Raleigh Puts Study in Gear for Expanded Downtown Trolley Systen
Posted March 15, 2007
The Raleigh Transit Authority on Thursday approved plans to expand the city’s trackless-trolley system, a move that some say will help ease congestion in downtown Raleigh.
Raleigh’s current system runs three days a week at night and focuses on a short loop between the Progress Performing Arts Center and City Market Place. The new plan would create a link between the new convention center and the rest of the developing downtown district.
The pitch for more service came from the Downtown Raleigh Alliance.
"These types of systems are really tied to the economic base of your city. We really think the timing is right," the Alliance’s Kristopher Larson said.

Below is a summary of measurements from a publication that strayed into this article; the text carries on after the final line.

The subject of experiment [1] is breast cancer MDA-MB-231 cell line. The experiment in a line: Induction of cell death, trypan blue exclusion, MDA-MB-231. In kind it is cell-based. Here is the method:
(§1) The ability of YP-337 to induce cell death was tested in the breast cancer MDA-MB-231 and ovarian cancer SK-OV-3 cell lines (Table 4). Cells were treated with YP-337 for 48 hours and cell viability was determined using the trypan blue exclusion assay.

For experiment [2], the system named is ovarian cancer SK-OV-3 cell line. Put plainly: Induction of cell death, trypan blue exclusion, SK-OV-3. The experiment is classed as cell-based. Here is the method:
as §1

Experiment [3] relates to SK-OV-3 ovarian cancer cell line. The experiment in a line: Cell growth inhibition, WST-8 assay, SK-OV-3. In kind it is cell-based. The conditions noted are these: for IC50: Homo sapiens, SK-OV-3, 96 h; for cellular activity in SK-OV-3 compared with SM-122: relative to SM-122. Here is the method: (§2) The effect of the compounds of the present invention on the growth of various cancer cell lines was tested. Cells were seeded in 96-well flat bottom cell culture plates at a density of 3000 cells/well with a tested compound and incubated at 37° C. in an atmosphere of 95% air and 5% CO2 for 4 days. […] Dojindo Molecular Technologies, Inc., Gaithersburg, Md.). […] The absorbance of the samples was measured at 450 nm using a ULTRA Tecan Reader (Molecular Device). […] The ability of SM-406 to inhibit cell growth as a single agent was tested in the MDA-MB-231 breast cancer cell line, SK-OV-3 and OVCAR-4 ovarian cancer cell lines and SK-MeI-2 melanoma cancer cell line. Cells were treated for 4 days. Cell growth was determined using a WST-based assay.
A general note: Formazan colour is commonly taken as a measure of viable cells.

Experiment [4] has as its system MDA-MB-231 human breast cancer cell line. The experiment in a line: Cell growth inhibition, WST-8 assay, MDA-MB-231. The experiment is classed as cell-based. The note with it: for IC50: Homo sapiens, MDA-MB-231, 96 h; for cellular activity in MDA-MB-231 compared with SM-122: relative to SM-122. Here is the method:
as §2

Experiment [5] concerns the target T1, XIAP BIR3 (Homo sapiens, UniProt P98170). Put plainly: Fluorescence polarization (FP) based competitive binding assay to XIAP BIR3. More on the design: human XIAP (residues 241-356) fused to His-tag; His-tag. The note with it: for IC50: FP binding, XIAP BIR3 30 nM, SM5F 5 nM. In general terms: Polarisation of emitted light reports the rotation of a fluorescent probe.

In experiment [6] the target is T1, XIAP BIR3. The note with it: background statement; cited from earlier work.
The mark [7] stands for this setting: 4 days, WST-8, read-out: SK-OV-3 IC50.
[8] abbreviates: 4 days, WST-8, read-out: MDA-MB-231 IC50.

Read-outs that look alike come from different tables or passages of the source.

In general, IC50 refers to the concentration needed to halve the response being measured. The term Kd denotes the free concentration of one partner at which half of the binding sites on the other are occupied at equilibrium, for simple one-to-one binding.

In the Alliance’s vision, expanded service would tie in with the opening of the new convention center, perhaps with daily service and stops along Fayetteville Street, in the warehouse district and in Glenwood South.
"The momentum is coming. The development is on its way. We're just creating a way to tie it all together," Larson said.
The booster group is betting the creation of more than 80 new bars and restaurants, several new hotels and thousands of homes will help this system become more effective than one that failed in the 1990’s.
"It's probably time to look at this. It's probably time to do it,” authority Chair Jeffrey Mann said. “We'll have to send it to the route committee and see what their recommendations are."
That committee will determine what the best routes could be and how much expanded service would cost. The possibility of needing to add more of the hyrbrid-fuel vehicles would be factored into a yet-to-be-made decision on whether the system could operate for free, like the current service, or would have to charge a fare.
The plan does not have a target date yet, but supporters want it to be ready by the time the convention center opens. That's set to happen in 2008.